The value of anthologies over single author books is interesting to consider. The obvious consequence of creating an anthology is that a wider cross-section of insights are represented, whether they be present in a poems, a short stories or an essays. Of course the editor will have curated the pieces present in an anthology, so the over-riding theme is moulded by one person in this way. Nevertheless the anthology can be a very effective way of exhibiting the works, and therefore lived experiences, of a wide range of people.
In the past few months we have found ourselves working on several anthologies which have the objectives of providing a platform for those from underrepresented groups – Life, Honestly, It’s Not About the Burqa and Safe: On British Men Reclaiming Space. The notion of voice and representation were particularly central to It’s Not About the Burqa and Safe. This necessitated contrasting approaches to casting, in order to best convey the wide variety of stories and experiences present in all these pieces.
Life, Honestly (published by Macmillan, produced by Zoë Taylor) is a collection of essays which have been taken directly from The Pool, a website featuring articles by women about women from all areas of life – from beauty to current affairs and everything in between. The collection describes itself as a guide to modern life, and explores the modern experience of womanhood as told by women from an extremely wide range of backgrounds with even wider ranging experiences. The variety of themes and voices present in the collection led to the decision to use one voice, in order for it to act as a common thread between the assorted stories. This was excellently achieved by Zawe Ashton, who communicated the themes of the Life, Honestly essays really fluently while expressing the emotion of each piece. When personal stories and experiences are spoken about in audiobooks, there is much value in a trained professional such as Zawe being used to convey and perform the emotional depths of such pieces in an authentic way.
In contrast, It’s Not About The Burqa (published by Macmillan, edited by Mariam Khan and produced by Lydia Thomson) is an anthology where almost every essay is read by its author. This alternative approach is fitting with the ethos of the anthology, which is aimed at reporting and giving textual representation to the under-reported experiences of Muslim women. It also rails against the media’s frequent, reductive misrepresentation of Muslim women which rarely goes beyond reportage of the Burqa – hence the collection’s title. By having each author read their own essay, the audiobook contributes to the dismantling of the idea that Muslim women form a monolithic community, and acts as a platform for the strengths of their feelings. As the synopsis describes, “these essays are funny, warm, sometimes sad, and often angry, and each of them is a passionate declaration calling time on the oppression, the lazy stereotyping, the misogyny and the Islamophobia.”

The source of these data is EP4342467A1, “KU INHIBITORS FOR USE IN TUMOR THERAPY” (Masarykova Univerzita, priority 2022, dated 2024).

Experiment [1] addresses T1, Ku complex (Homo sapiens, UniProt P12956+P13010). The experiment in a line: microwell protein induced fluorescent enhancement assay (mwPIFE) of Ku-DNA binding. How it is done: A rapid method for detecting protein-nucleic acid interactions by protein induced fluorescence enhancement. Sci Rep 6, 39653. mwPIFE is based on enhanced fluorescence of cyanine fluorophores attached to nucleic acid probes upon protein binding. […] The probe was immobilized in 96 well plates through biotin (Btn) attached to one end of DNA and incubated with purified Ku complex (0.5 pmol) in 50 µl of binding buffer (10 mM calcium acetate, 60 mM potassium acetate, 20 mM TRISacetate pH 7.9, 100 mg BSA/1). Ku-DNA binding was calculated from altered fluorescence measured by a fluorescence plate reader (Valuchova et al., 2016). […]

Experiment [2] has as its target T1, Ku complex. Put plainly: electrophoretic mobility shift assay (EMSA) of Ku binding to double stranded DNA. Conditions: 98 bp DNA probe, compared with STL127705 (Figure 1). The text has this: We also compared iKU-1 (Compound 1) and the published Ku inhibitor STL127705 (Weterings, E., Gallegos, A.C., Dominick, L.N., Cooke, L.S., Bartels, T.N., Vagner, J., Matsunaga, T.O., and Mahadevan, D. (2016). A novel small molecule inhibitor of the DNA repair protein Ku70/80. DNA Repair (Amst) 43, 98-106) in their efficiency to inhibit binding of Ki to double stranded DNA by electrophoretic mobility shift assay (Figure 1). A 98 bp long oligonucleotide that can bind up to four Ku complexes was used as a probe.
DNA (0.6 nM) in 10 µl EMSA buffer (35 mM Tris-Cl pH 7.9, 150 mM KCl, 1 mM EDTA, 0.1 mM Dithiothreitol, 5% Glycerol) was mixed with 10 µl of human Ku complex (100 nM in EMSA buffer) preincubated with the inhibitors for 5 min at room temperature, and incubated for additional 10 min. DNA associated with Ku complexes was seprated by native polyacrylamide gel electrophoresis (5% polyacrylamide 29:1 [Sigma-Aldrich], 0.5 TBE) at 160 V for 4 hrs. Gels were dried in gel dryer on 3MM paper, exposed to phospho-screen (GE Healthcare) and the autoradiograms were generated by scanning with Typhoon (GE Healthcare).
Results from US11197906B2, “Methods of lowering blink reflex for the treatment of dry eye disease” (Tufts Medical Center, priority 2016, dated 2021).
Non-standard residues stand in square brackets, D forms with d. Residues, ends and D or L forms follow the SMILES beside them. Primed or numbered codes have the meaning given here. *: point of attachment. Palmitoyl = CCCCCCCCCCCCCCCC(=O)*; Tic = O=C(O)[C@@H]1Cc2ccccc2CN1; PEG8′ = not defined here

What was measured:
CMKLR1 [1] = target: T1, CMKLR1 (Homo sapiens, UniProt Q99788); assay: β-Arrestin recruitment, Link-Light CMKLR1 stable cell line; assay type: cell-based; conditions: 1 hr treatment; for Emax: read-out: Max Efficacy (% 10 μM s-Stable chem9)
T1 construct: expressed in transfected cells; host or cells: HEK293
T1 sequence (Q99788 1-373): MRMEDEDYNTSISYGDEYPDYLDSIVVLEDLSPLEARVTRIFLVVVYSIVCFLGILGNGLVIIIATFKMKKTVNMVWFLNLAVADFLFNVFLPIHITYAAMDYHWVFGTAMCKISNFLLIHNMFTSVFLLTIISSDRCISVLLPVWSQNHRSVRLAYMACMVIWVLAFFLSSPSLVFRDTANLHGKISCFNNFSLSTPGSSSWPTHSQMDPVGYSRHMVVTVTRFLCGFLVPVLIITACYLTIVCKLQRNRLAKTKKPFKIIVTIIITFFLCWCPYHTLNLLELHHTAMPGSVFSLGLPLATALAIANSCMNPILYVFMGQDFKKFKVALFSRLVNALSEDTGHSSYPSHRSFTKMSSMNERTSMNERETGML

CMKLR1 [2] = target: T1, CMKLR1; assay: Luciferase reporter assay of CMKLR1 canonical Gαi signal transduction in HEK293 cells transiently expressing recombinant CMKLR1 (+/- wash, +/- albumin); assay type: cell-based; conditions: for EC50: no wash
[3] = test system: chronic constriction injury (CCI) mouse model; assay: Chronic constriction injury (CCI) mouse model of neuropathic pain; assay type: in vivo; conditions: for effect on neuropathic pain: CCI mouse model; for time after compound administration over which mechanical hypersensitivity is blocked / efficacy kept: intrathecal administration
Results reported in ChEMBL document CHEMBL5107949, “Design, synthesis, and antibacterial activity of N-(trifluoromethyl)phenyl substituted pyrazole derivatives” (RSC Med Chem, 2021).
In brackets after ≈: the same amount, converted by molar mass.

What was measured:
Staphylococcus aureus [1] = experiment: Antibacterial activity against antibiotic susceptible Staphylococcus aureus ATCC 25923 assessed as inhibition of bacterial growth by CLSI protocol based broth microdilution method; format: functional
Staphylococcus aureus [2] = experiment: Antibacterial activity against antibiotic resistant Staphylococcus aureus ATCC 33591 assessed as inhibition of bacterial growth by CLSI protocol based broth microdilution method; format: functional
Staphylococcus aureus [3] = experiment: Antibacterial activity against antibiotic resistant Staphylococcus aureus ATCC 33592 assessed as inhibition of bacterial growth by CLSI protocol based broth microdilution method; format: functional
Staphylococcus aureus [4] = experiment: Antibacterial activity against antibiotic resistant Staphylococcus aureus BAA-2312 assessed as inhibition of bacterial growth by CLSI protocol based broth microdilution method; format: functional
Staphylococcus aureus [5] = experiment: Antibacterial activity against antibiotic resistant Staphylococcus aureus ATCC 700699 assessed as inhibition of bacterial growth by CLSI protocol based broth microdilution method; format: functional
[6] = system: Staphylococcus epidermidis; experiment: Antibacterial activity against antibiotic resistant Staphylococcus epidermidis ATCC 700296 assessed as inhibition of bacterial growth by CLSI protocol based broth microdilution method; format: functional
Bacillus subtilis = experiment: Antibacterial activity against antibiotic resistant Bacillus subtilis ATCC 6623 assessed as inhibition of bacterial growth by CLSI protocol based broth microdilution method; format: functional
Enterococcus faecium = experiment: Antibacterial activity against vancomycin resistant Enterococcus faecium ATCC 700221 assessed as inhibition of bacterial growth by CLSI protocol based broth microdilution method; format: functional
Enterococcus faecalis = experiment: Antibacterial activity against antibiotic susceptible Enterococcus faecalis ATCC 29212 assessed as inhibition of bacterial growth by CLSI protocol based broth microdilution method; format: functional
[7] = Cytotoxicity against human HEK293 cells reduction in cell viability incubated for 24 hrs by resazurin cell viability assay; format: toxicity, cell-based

In a collection about giving a voice and platform to Muslim women, having one reader speaking for all contributors may not have been appropriate in the way it was for Life, Honestly. The unification that a single voice would have provided may have worked against the objective that this anthology is attempting to achieve. The choice to have each woman read her own piece gives an unfiltered insight into the experience of Muslim women in today’s society, something they are so often denied by the national media.
The casting choices for Safe: On Black British Men Reclaiming Space (published by Orion, edited by Derek Owusu, produced by Ben Carpenter) have many parallels with those of It’s Not About The Burqa. Safe explores the experience of black men within British society. As the synopsis describes, “this timely and accessible book brings together a selection of powerful reflections exploring the black British male experience and what it really means to reclaim and hold space in the landscape of our society.” In the same way as It’s Not About The Burqa is about representing the experiences of Muslim women, conveying the authentic voices of Black British Men is central to this collection – one which we think has been achieved to great effect. The voice of Owusu (and of contributor Alex Reads) will be familiar to readers and listeners of Safe due to their successful podcast Mostly Lit. Many may have come to the anthology via Mostly Lit, and therefore would expect to hear their voices in the audiobook. This represents another aspect of casting choices when recording audiobooks written by those with an existing following.
Whereas Zawe Ashton’s excellent voice work in Life, Honestly provides a consistency to the wide ranging topics covered in the book, Safe and It’s Not About The Burqa both aim to admonish the notions of uniformity that are so often imposed on their respective communities from the outside. Allowing authors to read their own pieces contributes to this mission. The starting point of casting choices for these anthologies, and for every audiobook we create here at Strathmore, is to judge each book individually as opposed to making assumptions about casting simply because it has a similar format to another.